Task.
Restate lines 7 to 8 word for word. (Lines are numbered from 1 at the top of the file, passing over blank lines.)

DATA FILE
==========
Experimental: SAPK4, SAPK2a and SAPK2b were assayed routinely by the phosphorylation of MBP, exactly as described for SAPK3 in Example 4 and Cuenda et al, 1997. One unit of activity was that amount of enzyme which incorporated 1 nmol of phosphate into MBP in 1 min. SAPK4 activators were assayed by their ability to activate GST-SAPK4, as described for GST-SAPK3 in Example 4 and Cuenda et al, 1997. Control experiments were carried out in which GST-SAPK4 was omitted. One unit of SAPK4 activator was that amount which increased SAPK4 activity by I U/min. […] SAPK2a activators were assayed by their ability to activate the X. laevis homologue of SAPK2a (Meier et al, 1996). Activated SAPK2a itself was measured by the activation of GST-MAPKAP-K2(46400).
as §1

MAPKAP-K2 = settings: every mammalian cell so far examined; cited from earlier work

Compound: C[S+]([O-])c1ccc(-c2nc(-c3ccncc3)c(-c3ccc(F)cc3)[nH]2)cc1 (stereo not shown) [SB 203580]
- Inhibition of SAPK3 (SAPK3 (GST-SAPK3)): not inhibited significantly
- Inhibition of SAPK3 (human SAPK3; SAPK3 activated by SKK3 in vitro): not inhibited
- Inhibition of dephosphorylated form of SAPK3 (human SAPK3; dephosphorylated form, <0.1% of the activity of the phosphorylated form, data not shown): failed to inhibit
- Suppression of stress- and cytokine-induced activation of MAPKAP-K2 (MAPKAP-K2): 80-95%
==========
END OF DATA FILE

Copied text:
- Inhibition of dephosphorylated form of SAPK3 (human SAPK3; dephosphorylated form, <0.1% of the activity of the phosphorylated form, data not shown): failed to inhibit
- Suppression of stress- and cytokine-induced activation of MAPKAP-K2 (MAPKAP-K2): 80-95%